LITTLE ROCK — Based on the remarkable revival of teams written off by TV commentators, the NFL will investigate the sideline concoctions available to players from Baltimore and Seattle during the playoff games.
Co-conspirators in the snap judgment department, CBS and Fox announcers embraced convenient theories to explain the demise of the Ravens and the Seahawks. In light of that, I can say with tongue firmly in cheek that the networks agreed that stars from "CSI" and "Bones" would analyze all liquids obtained from containers and sideline stains.
Once Peyton Manning’s 17-yard touchdown pass put Denver in front 35-28 with 7:11 to play, the announcers told us the Ravens were done in by too many years in the league and too little air in the Mile-High city. Almost 17 minutes after regulation ended, Baltimore won.
The next day, with a quarter to play and Seattle trailing by 20, we learned that cross-country flights in consecutive weeks had drained the Seahawks. I’m pretty sure there are business people who make such trips on commercial airlines weekly and do their job and I am positive the Seahawks travel first-class on a charter.
Anyway, in light of Baltimore’s victory and Seattle taking a one-point lead with less than a minute to play, let the investigation begin.
I don’t watch much NFL, but when I do, it’s the postseason. Some recollections from the weekend, mostly from the closest contests:
—I was surprised that Denver coach John Fox ordered Manning to take a knee at the Denver 20 with 31 seconds to play and the score tied at 35. A couple of completions and Matt Prater would have had an opportunity to kick a long field goal in the thin air. Smart and patient, Manning would not have taken any chances.
That said, he made an awful decision to throw across his body in overtime. Manning’s arm strength is not what it once was and, on the move, he got nothing on the throw that was intercepted.
Justin Tucker’s practice kick before his 47-yard game winner was a first. There is no penalty for on-field practice, but officials are told not to allow it. They saw Tucker kick out of the hold of kicking coach Randy Brown and did nothing.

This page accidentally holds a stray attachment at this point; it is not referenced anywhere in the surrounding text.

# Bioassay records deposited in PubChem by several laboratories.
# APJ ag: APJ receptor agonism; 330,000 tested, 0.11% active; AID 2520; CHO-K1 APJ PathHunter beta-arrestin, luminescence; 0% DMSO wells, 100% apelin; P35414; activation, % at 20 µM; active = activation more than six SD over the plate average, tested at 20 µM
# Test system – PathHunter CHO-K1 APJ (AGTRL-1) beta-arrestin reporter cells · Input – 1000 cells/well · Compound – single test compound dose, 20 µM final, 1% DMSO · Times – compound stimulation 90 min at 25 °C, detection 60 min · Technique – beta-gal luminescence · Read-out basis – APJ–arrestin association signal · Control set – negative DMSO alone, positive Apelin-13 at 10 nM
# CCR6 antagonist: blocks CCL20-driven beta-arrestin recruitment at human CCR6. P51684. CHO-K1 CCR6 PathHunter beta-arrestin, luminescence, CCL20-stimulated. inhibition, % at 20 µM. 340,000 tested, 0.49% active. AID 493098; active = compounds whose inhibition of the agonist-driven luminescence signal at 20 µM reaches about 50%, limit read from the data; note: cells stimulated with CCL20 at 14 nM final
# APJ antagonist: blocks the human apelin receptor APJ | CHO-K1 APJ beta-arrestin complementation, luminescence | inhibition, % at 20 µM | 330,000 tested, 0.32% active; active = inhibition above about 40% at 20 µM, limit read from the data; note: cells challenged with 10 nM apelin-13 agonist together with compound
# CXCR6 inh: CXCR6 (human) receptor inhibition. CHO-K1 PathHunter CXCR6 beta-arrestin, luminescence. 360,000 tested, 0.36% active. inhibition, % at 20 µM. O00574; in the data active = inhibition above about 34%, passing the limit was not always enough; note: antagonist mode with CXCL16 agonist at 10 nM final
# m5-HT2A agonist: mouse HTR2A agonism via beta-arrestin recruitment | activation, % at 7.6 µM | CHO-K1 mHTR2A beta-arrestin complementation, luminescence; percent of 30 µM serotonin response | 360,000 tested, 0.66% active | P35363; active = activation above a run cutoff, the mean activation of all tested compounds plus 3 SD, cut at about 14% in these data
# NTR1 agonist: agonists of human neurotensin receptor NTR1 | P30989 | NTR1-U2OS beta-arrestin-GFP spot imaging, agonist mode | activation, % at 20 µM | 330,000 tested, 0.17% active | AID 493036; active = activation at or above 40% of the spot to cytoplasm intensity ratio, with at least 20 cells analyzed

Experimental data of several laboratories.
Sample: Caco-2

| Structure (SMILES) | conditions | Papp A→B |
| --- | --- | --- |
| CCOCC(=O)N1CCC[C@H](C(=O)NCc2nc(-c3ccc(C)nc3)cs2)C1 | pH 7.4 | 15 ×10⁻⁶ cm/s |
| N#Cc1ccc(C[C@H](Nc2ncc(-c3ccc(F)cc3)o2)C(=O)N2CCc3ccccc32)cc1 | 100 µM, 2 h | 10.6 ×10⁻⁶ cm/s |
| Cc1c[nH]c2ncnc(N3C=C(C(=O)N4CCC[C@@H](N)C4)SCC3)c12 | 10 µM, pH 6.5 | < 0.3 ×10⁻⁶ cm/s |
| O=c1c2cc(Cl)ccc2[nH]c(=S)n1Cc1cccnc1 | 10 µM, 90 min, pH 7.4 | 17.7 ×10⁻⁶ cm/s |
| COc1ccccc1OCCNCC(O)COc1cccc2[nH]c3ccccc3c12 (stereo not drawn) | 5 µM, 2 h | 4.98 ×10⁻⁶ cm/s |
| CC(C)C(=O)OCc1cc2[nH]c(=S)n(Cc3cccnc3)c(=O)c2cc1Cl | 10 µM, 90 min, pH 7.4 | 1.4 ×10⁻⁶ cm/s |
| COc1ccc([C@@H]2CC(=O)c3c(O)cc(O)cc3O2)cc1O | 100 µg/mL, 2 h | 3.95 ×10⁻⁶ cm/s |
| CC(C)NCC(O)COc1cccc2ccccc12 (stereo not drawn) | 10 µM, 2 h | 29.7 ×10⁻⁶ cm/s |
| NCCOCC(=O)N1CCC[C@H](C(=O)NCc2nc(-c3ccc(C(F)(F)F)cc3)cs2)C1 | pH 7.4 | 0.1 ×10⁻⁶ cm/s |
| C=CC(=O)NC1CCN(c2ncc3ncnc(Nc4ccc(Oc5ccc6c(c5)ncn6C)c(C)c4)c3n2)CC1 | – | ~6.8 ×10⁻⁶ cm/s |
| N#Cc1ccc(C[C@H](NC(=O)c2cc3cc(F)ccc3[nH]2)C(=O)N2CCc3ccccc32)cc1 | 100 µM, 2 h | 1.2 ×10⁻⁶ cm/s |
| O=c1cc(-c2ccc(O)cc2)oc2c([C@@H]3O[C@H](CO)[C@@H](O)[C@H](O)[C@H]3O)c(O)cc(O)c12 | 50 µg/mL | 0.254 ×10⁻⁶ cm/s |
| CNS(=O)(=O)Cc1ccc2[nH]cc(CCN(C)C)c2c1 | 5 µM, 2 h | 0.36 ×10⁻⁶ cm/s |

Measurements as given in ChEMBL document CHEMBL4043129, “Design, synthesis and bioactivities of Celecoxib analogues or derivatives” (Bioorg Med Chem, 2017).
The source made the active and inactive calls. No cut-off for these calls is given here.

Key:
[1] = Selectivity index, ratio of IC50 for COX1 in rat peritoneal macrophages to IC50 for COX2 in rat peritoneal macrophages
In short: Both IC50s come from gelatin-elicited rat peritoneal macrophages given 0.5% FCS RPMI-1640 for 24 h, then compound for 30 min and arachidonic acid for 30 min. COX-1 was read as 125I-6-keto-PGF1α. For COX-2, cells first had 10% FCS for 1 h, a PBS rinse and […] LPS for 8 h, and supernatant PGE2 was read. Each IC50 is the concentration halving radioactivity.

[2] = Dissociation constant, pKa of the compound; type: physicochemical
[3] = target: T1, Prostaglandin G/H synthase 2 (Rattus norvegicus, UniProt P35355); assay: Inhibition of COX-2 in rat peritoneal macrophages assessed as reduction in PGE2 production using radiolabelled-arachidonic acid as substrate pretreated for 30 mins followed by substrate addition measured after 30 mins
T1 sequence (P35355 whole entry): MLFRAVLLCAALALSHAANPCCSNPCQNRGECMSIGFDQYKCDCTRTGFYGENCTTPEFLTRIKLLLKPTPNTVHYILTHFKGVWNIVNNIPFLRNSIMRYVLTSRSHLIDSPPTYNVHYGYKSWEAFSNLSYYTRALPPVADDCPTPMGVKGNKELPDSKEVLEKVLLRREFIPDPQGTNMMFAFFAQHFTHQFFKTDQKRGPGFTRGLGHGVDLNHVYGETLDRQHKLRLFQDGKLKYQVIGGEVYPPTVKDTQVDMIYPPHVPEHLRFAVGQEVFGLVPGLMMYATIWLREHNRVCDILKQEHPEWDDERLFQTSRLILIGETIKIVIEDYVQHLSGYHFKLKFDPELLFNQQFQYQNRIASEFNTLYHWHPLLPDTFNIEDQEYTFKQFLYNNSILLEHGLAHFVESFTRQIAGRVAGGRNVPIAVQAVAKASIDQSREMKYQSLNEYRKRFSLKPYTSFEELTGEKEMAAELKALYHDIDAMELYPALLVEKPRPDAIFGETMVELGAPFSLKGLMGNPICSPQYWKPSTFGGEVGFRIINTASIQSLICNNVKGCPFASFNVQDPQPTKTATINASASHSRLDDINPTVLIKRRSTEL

Growing up, Denver safety Rahim Moore never played flies and grounders. Otherwise, he would not have misjudged Joe Flacco’s heave in the final minute.
—Not taking sides prior to any of the four games, I came around to the Russell Wilson-led Seahawks. Wilson, Robert Griffin III, Colin Kapernick, Cam Newton, and others are expanding NFL offenses with their mobility and the ability to read the option. With so many college teams integrating some option into the passing game, more and more quarterbacks will possess those skills. Seattle coach Pete Carroll said recently he might replace back-up quarterback Matt Flynn with one who can run the option.
—Carroll asking the officials who called timeout prior to Matt Bryant’s game-winning field goal was downright funny when TV followed up with Carroll in an official’s ear, waiting for the right moment for a T.O. Icing the kicker has become such a regular part of strategy that everybody expects it, including the kicker who might be more out of sync if there was no timeout.
The Seahawks got a bad break when an official review went their way and Marshawn Lynch’s touchdown was upheld. If the TD had been overturned, they would have used another few seconds to get into the end zone. As it was, Lynch scored with 31 seconds left — exactly the time remaining when Manning took a knee on Saturday.
—Kapernick is fast. He says he once ran 4.43. I’m not sure I believe that, but the defensive back chasing him didn’t gain a step on his 56-yard run off the option.
Harry King is sports columnist for Stephens Media’s Arkansas News Bureau. His e-mail address is firstname.lastname@example.org.